“Plus I just talk to people,” he says. “You have to stay up on things because more and more people enter the market each year. I like to differentiate myself by staying a step ahead. I want to be one of the smarter, more well-informed people in the industry.

“Sometimes customers say to me, ‘No one else told me about that technology.’ That’s because they didn’t know about it. You’ve got to have a thirst for knowledge in this industry. And it moves fast, so it’s not easy to keep up with it all.”

A plan for growth

As Carpenter pauses to look at how American Trenchless has grown since its inception in 2017, he’s proud of what he and his brother have accomplished.

“Someone who mentored me once said I should find something I like to do and become the best at doing it. That always stuck with me and that’s what I’ve tried to do.”

Looking ahead, Carpenter says he’s developing a business plan aimed at tripling the company’s revenue in five years, to between $5 million and $6 million. That will require more technicians, salespeople and project coordinators, among other things.

Part of that growth could come from further expansion of existing services to new customers and possibly adding more services that complement existing ones, such as lining water-service lines as well as sewer lines, he explains.

But even as competition in trenchless pipe rehab grows, he’s not concerned, noting that there’s plenty of work available for everyone.

“The infrastructure is aging every year and it’s not going to fix itself. There’s quite a bit of opportunity out there.”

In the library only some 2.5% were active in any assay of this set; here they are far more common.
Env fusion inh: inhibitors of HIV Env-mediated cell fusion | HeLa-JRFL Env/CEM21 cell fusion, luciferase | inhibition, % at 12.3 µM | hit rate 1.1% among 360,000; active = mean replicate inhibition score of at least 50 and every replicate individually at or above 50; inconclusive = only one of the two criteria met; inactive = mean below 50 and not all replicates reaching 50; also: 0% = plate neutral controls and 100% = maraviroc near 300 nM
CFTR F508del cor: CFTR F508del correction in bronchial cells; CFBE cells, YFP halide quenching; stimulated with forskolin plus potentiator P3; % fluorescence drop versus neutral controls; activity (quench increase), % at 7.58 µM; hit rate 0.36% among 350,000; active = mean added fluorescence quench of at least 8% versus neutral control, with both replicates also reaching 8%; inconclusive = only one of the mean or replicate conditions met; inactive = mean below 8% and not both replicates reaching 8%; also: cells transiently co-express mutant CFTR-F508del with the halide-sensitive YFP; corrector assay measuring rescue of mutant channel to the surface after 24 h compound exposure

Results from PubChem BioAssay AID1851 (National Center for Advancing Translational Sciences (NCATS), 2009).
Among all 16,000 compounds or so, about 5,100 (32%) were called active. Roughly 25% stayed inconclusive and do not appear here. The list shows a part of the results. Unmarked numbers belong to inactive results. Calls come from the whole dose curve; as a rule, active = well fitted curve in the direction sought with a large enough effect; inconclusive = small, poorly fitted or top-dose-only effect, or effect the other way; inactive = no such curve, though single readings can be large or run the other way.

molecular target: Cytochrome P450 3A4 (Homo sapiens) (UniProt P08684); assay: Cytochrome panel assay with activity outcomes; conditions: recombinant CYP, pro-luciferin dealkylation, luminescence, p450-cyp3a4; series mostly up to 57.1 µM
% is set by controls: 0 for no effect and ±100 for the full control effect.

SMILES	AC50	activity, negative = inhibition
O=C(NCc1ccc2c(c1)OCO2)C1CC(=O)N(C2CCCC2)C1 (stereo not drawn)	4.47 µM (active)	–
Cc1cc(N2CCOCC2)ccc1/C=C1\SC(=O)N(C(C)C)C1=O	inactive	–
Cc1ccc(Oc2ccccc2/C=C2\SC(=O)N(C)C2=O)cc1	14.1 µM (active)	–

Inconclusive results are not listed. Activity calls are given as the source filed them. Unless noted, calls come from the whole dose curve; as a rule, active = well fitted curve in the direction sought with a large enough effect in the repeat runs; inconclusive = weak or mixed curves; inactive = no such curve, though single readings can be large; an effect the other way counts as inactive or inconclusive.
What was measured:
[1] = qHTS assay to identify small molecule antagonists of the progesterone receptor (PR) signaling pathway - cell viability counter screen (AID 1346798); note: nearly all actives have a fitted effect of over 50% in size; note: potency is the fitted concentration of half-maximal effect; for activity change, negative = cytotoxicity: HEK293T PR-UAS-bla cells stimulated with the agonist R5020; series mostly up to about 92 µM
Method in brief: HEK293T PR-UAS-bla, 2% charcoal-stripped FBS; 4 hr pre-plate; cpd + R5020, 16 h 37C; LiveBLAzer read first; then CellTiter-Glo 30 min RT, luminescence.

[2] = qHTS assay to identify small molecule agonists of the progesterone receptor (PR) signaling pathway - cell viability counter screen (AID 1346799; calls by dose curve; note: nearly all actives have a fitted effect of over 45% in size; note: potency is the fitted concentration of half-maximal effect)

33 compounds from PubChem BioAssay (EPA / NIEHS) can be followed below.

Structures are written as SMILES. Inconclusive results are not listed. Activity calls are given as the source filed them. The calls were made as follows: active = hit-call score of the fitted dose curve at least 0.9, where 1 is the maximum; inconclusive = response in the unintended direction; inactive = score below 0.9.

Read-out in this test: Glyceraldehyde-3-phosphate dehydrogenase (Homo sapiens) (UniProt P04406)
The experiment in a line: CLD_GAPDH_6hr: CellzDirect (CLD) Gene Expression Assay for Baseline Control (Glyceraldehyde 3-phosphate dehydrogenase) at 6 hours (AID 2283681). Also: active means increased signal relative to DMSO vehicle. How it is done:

A creative approach
One thing Mark Carpenter loves about trenchless pipeline rehab is helping customers avoid the extreme disruption and high cost of traditional sewer line repairs. But another factor trips his trigger, too: He enjoys a good challenge.

That’s exactly what the co-owner of American Trenchless Technologies ran into several years ago when a customer in Geneva, Illinois, called with a big problem: a sewer line so badly broken that employees dubbed it “the impossible trenchless repair.”

The customer had torn down an old home and was building a larger new one. But before connecting the home to an existing sewer lateral, it had to be inspected, according to city regulations. The inspection revealed a severely deteriorated, roughly 50-foot-long section of 6-inch-diameter clay pipe. (A video of the inspection posted on YouTube has almost 475,000 views.)

“The line was almost fully clogged with mud and broken pieces of clay tile,” Carpenter says. “Parts of the top and side were busted out. We looked at the video and wondered how we would ever be able to line it, because using a water jetter to clear the line would collapse the whole thing.”

To make it worse, the sewer line ran under a two-lane state highway, with the mainline on the far side of the roadway. That meant Carpenter would need to get a permit from the Illinois Department of Transportation to dig up the highway — a process that can take months. Carpenter estimates that excavating to replace the section of pipe would cost $30,000 or more.

The dilemma spurred Carpenter into MacGyver mode. Instead of using a water jetter, he affixed a “fire nozzle” to a 1-inch-diameter PEX pipe and went to work. The nozzle created a spray pattern wide enough and just powerful enough to move debris forward, while the PEX was stiff enough to push the nozzle through, he says.

It took about two days of delicate maneuvering to clear the debris. Then he used a lining machine from Perma-Liner Industries to shoot a structural felt liner through the damaged section of pipe, under the highway and into the mainline.

The total lining time was a matter of minutes, not including ambient-curing time. The total cost rang in between $6,000 and $7,000. Customer satisfaction? Off the charts, he says.

“Things come up every day in this business and you’ve got to be able to figure them out. Sometimes you definitely need to be creative. Every job is a little different, just like snowflakes. But that’s what my guys and I like about it.”